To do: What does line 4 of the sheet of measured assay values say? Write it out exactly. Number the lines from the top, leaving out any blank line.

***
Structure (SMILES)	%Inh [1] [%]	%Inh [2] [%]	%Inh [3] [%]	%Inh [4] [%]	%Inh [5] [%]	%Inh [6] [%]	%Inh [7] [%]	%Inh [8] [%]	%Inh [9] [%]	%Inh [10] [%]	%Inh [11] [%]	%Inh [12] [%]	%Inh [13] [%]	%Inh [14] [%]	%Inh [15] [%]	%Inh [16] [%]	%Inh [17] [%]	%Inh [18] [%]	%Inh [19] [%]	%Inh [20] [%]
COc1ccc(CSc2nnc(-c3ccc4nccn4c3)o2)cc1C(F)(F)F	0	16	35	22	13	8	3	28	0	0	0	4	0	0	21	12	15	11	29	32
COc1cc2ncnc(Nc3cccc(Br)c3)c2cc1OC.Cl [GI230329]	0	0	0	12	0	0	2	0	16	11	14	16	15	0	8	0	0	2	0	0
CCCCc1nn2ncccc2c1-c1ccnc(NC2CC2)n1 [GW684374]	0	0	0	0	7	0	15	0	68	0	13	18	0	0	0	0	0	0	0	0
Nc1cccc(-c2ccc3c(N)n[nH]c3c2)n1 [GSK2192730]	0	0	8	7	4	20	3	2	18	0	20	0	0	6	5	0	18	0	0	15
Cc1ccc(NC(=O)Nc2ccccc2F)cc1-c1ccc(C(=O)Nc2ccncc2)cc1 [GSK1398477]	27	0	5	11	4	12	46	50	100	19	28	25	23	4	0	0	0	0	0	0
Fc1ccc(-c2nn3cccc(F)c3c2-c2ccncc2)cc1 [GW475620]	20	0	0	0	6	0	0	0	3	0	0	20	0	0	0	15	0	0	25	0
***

CCCCc1nn2ncccc2c1-c1ccnc(NC2CC2)n1 [GW684374]	0	0	0	0	7	0	15	0	68	0	13	18	0	0	0	0	0	0	0	0